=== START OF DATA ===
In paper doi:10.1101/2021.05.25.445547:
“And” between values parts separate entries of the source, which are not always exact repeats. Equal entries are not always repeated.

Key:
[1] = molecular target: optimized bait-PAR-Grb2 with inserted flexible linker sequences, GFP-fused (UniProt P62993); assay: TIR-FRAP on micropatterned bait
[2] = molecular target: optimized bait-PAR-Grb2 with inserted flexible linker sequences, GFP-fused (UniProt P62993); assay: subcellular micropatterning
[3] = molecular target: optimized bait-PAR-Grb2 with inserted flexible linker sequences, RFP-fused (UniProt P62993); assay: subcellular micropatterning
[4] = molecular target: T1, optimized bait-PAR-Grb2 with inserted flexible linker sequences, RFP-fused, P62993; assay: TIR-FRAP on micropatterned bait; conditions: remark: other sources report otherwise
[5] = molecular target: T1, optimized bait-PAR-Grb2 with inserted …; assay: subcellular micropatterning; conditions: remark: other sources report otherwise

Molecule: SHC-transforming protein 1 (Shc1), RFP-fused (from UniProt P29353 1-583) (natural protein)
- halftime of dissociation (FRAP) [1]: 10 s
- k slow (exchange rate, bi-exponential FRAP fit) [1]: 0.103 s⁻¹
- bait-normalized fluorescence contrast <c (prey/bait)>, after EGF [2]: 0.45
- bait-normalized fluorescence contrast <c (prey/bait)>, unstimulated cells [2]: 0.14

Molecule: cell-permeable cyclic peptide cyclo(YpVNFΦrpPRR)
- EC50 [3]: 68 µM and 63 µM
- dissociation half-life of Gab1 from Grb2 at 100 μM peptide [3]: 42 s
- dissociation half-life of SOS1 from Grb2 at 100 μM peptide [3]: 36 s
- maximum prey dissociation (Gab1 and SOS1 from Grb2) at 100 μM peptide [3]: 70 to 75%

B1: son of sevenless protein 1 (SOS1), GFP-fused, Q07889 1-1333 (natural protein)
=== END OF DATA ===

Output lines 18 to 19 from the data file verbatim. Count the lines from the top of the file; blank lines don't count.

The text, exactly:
- maximum prey dissociation (Gab1 and SOS1 from Grb2) at 100 μM peptide [3]: 70 to 75%

B1: son of sevenless protein 1 (SOS1), GFP-fused, Q07889 1-1333 (natural protein)